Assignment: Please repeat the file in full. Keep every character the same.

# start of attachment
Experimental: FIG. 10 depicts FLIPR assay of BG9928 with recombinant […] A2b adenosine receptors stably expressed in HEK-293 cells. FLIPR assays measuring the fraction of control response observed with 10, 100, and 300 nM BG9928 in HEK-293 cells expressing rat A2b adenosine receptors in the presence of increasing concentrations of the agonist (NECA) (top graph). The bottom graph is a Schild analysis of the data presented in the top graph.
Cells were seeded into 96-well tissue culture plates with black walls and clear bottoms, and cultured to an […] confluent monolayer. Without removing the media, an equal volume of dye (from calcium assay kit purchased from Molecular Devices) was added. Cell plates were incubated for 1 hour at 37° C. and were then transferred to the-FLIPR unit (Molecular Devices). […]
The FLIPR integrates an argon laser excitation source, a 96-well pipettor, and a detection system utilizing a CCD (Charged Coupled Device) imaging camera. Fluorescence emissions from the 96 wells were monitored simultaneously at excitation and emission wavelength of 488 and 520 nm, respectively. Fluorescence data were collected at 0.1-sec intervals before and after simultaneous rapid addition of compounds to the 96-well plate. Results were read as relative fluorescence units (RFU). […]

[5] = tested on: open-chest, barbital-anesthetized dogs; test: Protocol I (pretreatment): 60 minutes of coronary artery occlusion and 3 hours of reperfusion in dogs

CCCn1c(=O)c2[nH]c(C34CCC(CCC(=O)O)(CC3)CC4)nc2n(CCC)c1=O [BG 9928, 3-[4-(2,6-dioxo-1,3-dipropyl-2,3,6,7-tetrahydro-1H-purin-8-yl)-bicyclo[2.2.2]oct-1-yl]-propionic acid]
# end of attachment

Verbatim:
Experimental: FIG. 10 depicts FLIPR assay of BG9928 with recombinant […] A2b adenosine receptors stably expressed in HEK-293 cells. FLIPR assays measuring the fraction of control response observed with 10, 100, and 300 nM BG9928 in HEK-293 cells expressing rat A2b adenosine receptors in the presence of increasing concentrations of the agonist (NECA) (top graph). The bottom graph is a Schild analysis of the data presented in the top graph.
Cells were seeded into 96-well tissue culture plates with black walls and clear bottoms, and cultured to an […] confluent monolayer. Without removing the media, an equal volume of dye (from calcium assay kit purchased from Molecular Devices) was added. Cell plates were incubated for 1 hour at 37° C. and were then transferred to the-FLIPR unit (Molecular Devices). […]
The FLIPR integrates an argon laser excitation source, a 96-well pipettor, and a detection system utilizing a CCD (Charged Coupled Device) imaging camera. Fluorescence emissions from the 96 wells were monitored simultaneously at excitation and emission wavelength of 488 and 520 nm, respectively. Fluorescence data were collected at 0.1-sec intervals before and after simultaneous rapid addition of compounds to the 96-well plate. Results were read as relative fluorescence units (RFU). […]

[5] = tested on: open-chest, barbital-anesthetized dogs; test: Protocol I (pretreatment): 60 minutes of coronary artery occlusion and 3 hours of reperfusion in dogs

CCCn1c(=O)c2[nH]c(C34CCC(CCC(=O)O)(CC3)CC4)nc2n(CCC)c1=O [BG 9928, 3-[4-(2,6-dioxo-1,3-dipropyl-2,3,6,7-tetrahydro-1H-purin-8-yl)-bicyclo[2.2.2]oct-1-yl]-propionic acid]